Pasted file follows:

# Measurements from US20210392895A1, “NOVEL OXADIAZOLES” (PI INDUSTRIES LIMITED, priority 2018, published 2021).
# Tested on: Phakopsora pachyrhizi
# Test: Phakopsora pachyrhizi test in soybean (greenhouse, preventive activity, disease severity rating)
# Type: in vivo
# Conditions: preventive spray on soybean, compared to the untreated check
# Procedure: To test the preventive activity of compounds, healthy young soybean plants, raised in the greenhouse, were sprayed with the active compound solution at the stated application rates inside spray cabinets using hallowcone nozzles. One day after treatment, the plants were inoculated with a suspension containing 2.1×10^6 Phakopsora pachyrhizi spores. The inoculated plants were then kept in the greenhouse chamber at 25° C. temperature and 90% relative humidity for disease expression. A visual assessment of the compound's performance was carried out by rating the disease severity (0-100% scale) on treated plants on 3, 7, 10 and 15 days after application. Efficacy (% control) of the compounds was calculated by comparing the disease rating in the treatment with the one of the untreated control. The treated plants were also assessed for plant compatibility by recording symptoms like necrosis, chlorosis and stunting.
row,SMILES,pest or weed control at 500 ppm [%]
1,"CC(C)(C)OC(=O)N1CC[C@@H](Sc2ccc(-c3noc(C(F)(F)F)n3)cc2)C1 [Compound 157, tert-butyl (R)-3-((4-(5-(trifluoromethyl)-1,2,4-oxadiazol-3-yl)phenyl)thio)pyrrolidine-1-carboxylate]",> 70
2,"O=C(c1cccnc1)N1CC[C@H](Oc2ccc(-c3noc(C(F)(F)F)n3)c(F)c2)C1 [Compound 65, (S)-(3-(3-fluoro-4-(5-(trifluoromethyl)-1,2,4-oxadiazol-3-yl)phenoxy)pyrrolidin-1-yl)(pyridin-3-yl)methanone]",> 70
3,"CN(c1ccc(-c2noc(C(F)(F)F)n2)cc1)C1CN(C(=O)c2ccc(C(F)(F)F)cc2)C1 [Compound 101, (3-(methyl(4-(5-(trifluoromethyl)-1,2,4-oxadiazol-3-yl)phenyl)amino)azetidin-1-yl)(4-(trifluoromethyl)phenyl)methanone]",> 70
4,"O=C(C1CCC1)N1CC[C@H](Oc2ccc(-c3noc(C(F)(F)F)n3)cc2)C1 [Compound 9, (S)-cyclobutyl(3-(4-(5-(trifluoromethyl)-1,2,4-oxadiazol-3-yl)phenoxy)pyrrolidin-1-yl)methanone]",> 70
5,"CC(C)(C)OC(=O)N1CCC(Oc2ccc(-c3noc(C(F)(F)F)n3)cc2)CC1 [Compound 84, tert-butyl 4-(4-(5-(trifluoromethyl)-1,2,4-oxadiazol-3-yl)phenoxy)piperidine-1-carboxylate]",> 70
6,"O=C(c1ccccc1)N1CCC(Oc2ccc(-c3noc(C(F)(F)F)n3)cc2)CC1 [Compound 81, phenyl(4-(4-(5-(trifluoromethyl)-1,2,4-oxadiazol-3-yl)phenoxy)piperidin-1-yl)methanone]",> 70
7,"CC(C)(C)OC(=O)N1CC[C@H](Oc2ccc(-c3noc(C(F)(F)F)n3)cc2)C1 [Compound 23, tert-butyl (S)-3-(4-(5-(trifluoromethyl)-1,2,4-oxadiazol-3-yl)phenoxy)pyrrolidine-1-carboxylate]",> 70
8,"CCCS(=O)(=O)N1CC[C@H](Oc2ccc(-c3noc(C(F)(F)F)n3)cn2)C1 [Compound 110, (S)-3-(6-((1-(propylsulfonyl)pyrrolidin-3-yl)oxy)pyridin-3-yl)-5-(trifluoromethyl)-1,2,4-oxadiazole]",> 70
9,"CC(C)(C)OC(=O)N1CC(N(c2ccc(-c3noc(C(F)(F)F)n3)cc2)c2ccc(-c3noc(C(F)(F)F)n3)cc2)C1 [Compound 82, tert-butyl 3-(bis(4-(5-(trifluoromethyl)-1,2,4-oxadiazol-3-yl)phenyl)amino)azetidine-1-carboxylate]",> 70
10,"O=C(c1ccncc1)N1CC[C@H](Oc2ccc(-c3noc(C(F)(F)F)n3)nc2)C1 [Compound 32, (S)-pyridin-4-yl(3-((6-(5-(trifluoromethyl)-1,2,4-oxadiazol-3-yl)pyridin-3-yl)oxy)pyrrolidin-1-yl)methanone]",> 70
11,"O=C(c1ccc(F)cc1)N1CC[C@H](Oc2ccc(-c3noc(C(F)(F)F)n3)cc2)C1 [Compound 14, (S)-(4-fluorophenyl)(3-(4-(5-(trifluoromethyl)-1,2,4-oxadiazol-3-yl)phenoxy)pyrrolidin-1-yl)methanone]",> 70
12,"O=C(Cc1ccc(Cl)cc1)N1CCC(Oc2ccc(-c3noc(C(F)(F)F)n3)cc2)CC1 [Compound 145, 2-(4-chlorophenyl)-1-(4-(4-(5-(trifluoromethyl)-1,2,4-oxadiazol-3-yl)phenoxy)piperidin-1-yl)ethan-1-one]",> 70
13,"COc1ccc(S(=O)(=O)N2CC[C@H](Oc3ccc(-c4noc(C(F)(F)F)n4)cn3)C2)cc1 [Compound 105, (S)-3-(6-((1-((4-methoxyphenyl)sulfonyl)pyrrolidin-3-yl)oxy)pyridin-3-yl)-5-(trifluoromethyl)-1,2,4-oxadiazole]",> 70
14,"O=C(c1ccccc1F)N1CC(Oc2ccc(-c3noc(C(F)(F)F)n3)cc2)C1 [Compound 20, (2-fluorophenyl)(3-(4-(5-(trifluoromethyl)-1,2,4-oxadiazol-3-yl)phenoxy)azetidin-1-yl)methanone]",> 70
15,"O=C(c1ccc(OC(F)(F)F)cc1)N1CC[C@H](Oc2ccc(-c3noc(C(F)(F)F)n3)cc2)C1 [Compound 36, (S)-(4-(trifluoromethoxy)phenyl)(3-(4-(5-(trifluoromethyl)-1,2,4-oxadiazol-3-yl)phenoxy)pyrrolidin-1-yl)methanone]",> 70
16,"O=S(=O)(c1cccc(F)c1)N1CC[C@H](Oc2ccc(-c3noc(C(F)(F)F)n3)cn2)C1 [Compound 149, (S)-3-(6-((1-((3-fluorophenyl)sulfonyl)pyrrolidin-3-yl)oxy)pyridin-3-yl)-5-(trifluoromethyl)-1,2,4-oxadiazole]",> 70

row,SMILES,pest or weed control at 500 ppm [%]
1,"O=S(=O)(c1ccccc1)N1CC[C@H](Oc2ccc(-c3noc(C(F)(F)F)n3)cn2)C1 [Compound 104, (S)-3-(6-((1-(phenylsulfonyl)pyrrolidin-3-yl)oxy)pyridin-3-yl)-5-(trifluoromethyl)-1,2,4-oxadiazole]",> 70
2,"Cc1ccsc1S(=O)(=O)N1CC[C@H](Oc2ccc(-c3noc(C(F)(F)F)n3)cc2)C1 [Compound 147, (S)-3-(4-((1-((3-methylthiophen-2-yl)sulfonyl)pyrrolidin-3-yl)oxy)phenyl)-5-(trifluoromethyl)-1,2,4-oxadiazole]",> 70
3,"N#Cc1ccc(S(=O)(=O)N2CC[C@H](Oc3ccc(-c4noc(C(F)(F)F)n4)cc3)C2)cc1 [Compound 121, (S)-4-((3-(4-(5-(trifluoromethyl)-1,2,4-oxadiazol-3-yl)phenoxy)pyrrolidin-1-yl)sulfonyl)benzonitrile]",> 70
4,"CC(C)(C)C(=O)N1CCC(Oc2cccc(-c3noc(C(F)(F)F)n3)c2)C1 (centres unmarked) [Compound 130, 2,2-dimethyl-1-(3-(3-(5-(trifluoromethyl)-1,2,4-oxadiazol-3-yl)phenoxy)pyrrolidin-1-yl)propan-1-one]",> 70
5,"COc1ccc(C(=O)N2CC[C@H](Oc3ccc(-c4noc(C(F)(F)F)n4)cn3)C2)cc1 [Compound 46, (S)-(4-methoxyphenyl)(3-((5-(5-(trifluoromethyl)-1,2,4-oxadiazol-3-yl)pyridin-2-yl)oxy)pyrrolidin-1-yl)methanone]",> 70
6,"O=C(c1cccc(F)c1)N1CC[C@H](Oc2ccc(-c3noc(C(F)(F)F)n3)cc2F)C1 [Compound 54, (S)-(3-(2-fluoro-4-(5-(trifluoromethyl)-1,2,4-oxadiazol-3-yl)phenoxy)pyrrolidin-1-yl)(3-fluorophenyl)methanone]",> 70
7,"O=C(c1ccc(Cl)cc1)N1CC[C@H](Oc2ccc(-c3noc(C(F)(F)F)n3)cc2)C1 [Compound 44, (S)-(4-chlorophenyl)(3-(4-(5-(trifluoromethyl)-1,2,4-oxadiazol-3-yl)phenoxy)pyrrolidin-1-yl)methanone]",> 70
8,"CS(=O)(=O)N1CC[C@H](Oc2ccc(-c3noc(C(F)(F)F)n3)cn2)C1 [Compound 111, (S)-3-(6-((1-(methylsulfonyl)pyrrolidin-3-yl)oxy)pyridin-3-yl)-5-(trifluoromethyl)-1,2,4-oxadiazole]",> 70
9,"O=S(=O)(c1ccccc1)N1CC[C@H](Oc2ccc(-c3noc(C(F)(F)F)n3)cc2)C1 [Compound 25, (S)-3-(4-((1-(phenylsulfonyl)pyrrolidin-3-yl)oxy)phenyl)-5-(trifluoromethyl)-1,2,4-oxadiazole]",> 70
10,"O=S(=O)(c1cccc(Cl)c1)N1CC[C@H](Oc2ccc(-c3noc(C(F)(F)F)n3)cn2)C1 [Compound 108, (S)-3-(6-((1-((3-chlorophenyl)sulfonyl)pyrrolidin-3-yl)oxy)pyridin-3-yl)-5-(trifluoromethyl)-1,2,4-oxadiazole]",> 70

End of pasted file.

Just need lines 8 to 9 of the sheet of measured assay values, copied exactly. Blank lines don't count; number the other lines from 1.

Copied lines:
1,"CC(C)(C)OC(=O)N1CC[C@@H](Sc2ccc(-c3noc(C(F)(F)F)n3)cc2)C1 [Compound 157, tert-butyl (R)-3-((4-(5-(trifluoromethyl)-1,2,4-oxadiazol-3-yl)phenyl)thio)pyrrolidine-1-carboxylate]",> 70
2,"O=C(c1cccnc1)N1CC[C@H](Oc2ccc(-c3noc(C(F)(F)F)n3)c(F)c2)C1 [Compound 65, (S)-(3-(3-fluoro-4-(5-(trifluoromethyl)-1,2,4-oxadiazol-3-yl)phenoxy)pyrrolidin-1-yl)(pyridin-3-yl)methanone]",> 70